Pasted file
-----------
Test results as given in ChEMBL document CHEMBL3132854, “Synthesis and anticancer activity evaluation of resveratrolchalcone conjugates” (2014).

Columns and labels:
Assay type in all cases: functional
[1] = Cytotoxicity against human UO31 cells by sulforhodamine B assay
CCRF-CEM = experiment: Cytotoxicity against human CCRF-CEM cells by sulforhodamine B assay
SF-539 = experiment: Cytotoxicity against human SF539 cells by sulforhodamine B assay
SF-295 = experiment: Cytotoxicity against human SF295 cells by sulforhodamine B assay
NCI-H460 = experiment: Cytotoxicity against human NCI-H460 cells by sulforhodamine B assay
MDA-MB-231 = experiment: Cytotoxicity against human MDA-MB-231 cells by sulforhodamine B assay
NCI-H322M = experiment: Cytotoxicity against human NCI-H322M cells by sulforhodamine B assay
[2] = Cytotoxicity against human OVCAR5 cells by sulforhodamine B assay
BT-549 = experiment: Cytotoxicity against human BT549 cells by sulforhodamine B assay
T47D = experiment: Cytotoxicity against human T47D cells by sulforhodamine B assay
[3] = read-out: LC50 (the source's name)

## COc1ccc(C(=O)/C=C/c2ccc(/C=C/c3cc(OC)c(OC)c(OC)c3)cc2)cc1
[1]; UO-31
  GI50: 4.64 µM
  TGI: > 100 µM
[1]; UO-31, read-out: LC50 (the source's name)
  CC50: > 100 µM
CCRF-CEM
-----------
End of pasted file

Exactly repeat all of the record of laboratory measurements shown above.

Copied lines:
Test results as given in ChEMBL document CHEMBL3132854, “Synthesis and anticancer activity evaluation of resveratrolchalcone conjugates” (2014).

Columns and labels:
Assay type in all cases: functional
[1] = Cytotoxicity against human UO31 cells by sulforhodamine B assay
CCRF-CEM = experiment: Cytotoxicity against human CCRF-CEM cells by sulforhodamine B assay
SF-539 = experiment: Cytotoxicity against human SF539 cells by sulforhodamine B assay
SF-295 = experiment: Cytotoxicity against human SF295 cells by sulforhodamine B assay
NCI-H460 = experiment: Cytotoxicity against human NCI-H460 cells by sulforhodamine B assay
MDA-MB-231 = experiment: Cytotoxicity against human MDA-MB-231 cells by sulforhodamine B assay
NCI-H322M = experiment: Cytotoxicity against human NCI-H322M cells by sulforhodamine B assay
[2] = Cytotoxicity against human OVCAR5 cells by sulforhodamine B assay
BT-549 = experiment: Cytotoxicity against human BT549 cells by sulforhodamine B assay
T47D = experiment: Cytotoxicity against human T47D cells by sulforhodamine B assay
[3] = read-out: LC50 (the source's name)

## COc1ccc(C(=O)/C=C/c2ccc(/C=C/c3cc(OC)c(OC)c(OC)c3)cc2)cc1
[1]; UO-31
  GI50: 4.64 µM
  TGI: > 100 µM
[1]; UO-31, read-out: LC50 (the source's name)
  CC50: > 100 µM
CCRF-CEM